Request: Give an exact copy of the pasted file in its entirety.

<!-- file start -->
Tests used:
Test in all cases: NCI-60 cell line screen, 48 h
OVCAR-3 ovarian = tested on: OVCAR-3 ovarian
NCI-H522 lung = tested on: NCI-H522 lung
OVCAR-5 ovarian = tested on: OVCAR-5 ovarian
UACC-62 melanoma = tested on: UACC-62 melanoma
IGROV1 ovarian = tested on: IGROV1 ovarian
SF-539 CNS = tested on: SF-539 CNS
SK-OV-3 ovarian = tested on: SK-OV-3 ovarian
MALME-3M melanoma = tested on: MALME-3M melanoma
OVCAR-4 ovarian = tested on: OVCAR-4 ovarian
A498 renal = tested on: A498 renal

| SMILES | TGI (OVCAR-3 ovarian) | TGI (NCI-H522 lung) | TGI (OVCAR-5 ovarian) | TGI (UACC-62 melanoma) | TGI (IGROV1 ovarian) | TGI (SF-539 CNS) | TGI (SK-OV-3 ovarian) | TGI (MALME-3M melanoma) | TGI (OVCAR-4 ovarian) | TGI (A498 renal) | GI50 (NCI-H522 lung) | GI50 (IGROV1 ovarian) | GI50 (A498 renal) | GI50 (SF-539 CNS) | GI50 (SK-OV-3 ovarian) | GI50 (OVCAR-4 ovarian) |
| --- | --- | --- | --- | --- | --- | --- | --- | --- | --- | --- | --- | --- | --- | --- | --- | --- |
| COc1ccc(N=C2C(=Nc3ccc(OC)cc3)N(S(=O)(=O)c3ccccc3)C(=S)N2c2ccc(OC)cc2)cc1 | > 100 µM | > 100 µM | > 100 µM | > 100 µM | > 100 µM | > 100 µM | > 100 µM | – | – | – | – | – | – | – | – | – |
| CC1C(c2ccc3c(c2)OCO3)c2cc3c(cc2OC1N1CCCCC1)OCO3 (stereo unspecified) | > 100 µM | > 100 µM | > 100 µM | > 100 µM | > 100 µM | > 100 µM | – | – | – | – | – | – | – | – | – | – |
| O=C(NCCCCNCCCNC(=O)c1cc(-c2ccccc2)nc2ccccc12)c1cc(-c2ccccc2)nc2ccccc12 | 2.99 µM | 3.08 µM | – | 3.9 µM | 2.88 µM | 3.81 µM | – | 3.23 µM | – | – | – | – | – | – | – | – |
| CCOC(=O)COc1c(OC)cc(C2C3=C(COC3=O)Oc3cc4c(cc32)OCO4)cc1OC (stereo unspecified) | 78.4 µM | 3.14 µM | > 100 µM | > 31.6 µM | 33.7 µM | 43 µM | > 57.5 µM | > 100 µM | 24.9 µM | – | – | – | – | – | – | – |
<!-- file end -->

Tests used:
Test in all cases: NCI-60 cell line screen, 48 h
OVCAR-3 ovarian = tested on: OVCAR-3 ovarian
NCI-H522 lung = tested on: NCI-H522 lung
OVCAR-5 ovarian = tested on: OVCAR-5 ovarian
UACC-62 melanoma = tested on: UACC-62 melanoma
IGROV1 ovarian = tested on: IGROV1 ovarian
SF-539 CNS = tested on: SF-539 CNS
SK-OV-3 ovarian = tested on: SK-OV-3 ovarian
MALME-3M melanoma = tested on: MALME-3M melanoma
OVCAR-4 ovarian = tested on: OVCAR-4 ovarian
A498 renal = tested on: A498 renal

| SMILES | TGI (OVCAR-3 ovarian) | TGI (NCI-H522 lung) | TGI (OVCAR-5 ovarian) | TGI (UACC-62 melanoma) | TGI (IGROV1 ovarian) | TGI (SF-539 CNS) | TGI (SK-OV-3 ovarian) | TGI (MALME-3M melanoma) | TGI (OVCAR-4 ovarian) | TGI (A498 renal) | GI50 (NCI-H522 lung) | GI50 (IGROV1 ovarian) | GI50 (A498 renal) | GI50 (SF-539 CNS) | GI50 (SK-OV-3 ovarian) | GI50 (OVCAR-4 ovarian) |
| --- | --- | --- | --- | --- | --- | --- | --- | --- | --- | --- | --- | --- | --- | --- | --- | --- |
| COc1ccc(N=C2C(=Nc3ccc(OC)cc3)N(S(=O)(=O)c3ccccc3)C(=S)N2c2ccc(OC)cc2)cc1 | > 100 µM | > 100 µM | > 100 µM | > 100 µM | > 100 µM | > 100 µM | > 100 µM | – | – | – | – | – | – | – | – | – |
| CC1C(c2ccc3c(c2)OCO3)c2cc3c(cc2OC1N1CCCCC1)OCO3 (stereo unspecified) | > 100 µM | > 100 µM | > 100 µM | > 100 µM | > 100 µM | > 100 µM | – | – | – | – | – | – | – | – | – | – |
| O=C(NCCCCNCCCNC(=O)c1cc(-c2ccccc2)nc2ccccc12)c1cc(-c2ccccc2)nc2ccccc12 | 2.99 µM | 3.08 µM | – | 3.9 µM | 2.88 µM | 3.81 µM | – | 3.23 µM | – | – | – | – | – | – | – | – |
| CCOC(=O)COc1c(OC)cc(C2C3=C(COC3=O)Oc3cc4c(cc32)OCO4)cc1OC (stereo unspecified) | 78.4 µM | 3.14 µM | > 100 µM | > 31.6 µM | 33.7 µM | 43 µM | > 57.5 µM | > 100 µM | 24.9 µM | – | – | – | – | – | – | – |